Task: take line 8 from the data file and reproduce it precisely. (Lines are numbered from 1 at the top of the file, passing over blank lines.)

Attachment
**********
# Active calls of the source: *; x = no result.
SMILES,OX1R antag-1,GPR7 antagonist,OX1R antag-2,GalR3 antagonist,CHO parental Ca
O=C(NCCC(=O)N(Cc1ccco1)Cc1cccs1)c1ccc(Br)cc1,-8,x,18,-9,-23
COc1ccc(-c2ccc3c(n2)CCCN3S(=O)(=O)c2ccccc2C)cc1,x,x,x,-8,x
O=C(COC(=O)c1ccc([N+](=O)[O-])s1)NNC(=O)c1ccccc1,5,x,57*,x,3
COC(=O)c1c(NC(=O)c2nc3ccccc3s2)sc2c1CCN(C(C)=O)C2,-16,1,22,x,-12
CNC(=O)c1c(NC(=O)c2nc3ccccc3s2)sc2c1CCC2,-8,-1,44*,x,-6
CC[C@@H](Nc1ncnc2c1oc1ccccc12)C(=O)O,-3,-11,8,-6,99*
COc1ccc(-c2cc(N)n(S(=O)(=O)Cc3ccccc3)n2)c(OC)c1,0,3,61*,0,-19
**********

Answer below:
CC[C@@H](Nc1ncnc2c1oc1ccccc12)C(=O)O,-3,-11,8,-6,99*